Biz Buzz: A Restaurant Celebrates 90 Years of Memorable Cuisine

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Arches 2“Meet me at The Arches!”

That was a popular phrase for travelers driving up or down the Southern California coast between San Diego and Los Angeles. They often needed a place to meet, and the halfway point seemed to be a gas station and café called The Arches, named for its distinctive architecture.

Located at what is now the corner of Newport Boulevard and Coast Highway, The Arches was a hangout for celebrities such as Gary Cooper, Tyrone Power, Frank Sinatra, Humphrey Bogart, John Wayne and many others. Even Shirley Temple reportedly dined there in 1936 after cutting the ribbon at the dedication ceremony for Newport Harbor.

The gas station is long gone, but the separate restaurant that was constructed there lived on in one form or another.

_CAPTION: This photo, courtesy of the Newport Beach_Nautical Museum, pictures The Arches back when it was_a Union 76 gas station.Danny Marcheano purchased the restaurant in 1982 and kept the old school ambiance intact. He moved The Arches in 2007 to Westcliff Drive, where it closed several years later. However, the original structure on Coast Highway was purchased by Hollywood director and producer McG (who grew up in Newport Beach) and a few friends and investors who wanted to see the Arches concept continue.

The building was gutted and rebuilt as a modern version of a classic steak house, complete with red leather booths and wood trim. In a nod to its history, the restaurant was christened A Restaurant.

A Restaurant Exterior NightThis month, A Restaurant celebrates its 90th anniversary.

“This was McG’s vision,” confirmed Jordan Otterbein, A Restaurant’s operating partner. “It’s a tip of the hat to what had been here previously. We wanted that old steak house feel, with red leather booths, wood panel walls, black and white art, but make it contemporary and bring in new blood and new generations.”

Otterbein has known McG since they were kids growing up in Newport Beach.

“McG went to Eastbluff Elementary, Lincoln Junior High, Corona del Mar High, UCI. He has a successful career inA interior2 Hollywood, and has a home on the peninsula—he’s here whenever he can be,” said Otterbein. “He loves this place. He was so excited when it all came together.”

And what’s not to love when the restaurant is so successful.

“We had our best year ever last year,” said Otterbein. “The holidays were fully booked, we had the biggest Valentine’s weekend ever, December was the biggest month we’ve ever had, and January started out well. We have people come in all the time and say they had been driving by the restaurant for so long they finally came in, or they read about us and decided to come in, and they say ‘we’re so glad we did, thisd is our new favorite place, we can’t believe we did not come in before.’”

IMG_5255The secret to their success, said Otterbein, is that they have all the components that make a successful restaurant.

“The vibe is great, it feels good here at night, people love it. And the cuisine—we talk about it al the time, the food is so good here, people love it. There is an increasing appreciation for what Jon (chef Jonathan Blackford) is doing. The word of mouth is so positive. Our loyal customer base continues to grow. It really is a local place—we get a high percentage of consistent regulars. And the service staff has never been better.”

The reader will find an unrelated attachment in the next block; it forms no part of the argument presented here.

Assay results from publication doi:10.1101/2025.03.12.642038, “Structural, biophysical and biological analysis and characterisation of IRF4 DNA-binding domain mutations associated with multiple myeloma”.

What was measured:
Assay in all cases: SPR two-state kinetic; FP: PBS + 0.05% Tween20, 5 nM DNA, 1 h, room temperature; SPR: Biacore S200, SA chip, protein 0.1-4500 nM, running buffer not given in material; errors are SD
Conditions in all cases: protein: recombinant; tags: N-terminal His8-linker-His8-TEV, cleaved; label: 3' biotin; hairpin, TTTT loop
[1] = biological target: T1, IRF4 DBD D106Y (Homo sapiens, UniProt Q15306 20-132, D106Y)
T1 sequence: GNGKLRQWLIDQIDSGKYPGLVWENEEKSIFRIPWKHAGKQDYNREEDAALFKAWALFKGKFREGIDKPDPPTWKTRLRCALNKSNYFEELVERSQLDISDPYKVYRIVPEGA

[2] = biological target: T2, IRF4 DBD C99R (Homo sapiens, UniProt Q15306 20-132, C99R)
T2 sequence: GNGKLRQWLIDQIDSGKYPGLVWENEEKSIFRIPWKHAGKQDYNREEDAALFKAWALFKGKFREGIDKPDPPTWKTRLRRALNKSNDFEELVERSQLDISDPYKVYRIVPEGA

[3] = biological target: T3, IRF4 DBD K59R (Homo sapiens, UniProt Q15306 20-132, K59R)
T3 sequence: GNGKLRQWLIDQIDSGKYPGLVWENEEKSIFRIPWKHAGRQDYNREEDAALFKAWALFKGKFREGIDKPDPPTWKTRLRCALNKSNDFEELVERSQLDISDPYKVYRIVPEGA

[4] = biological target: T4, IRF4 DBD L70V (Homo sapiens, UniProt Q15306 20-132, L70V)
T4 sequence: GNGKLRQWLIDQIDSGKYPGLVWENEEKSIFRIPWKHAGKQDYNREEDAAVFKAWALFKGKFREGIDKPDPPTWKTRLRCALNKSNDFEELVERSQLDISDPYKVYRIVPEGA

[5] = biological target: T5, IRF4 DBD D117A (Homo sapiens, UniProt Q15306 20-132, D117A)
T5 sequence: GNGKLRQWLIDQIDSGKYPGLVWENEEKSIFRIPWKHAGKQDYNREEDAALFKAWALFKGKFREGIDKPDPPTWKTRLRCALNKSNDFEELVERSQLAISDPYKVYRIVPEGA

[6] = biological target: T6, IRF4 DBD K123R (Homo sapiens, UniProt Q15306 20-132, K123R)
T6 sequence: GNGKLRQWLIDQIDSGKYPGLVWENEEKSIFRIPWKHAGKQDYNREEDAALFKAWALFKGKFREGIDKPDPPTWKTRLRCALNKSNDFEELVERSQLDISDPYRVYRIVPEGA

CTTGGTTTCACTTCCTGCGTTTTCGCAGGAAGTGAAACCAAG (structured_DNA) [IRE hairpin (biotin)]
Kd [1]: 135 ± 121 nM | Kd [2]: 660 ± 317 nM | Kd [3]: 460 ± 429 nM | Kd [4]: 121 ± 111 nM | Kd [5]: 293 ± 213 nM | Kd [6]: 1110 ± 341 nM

Service, food, ambiance and loyal customers add up to a superior experience for diners, who expect and receive that consistency every time they walk through the door.

Naturally, the food is a key component of any quality restaurant. Chef Jon has been with A Restaurant for five years, and said he had some initial challenges in getting the menu in focus.

“Did we want it to be a steak house, are we some sort of weird hybrid, how does that work? Yes, we have great steaks, but we’re not limited to being a steak house, although that is about 50 percent of our sales,” said Chef Jon. “We have many chef driven, composed dishes, and the a la carte menu mostly for steaks. The seafood and appetizers are all composed. I try to keep it seasonal and modern, and try to keep up with trends.”

“Classically hip” is the catch phrase he uses to describe the restaurant, and the menu. “You have to keep the guestsIMG_5297 interested. If we did not change the menu often, we would not have the people that come here three to four days a week,” he said.

Chef Jon purchases steaks from several suppliers, ensuring he gets the best cuts of beef. All the produce comes from within 200 miles of the restaurant, helping ensure a seasonally-driven menu.

For the 90th anniversary, Chef Jon is introducing a $90 steak (“it’s an incredible cut of meat”), and the bar will offer a Black Tie martini.

Other than that, the goal, said Otterbein, is to keep evolving and meeting people’s expectations.

“We continue to take it up another notch,” he said. “It’s running really well, it’s dialed in.”

So is the lively bar scene, which Otterbein acknowledged is “very active Thursday through Saturday. It turns into its own thing after 10 or 11 p.m. We feel fortunate that people like to come here, and it’s a big part of our business, but our emphasis is always going to be on the quality of the cuisine.”

Ultimately, said Otterbein, “We’re really grateful for everyone that loves this place.”

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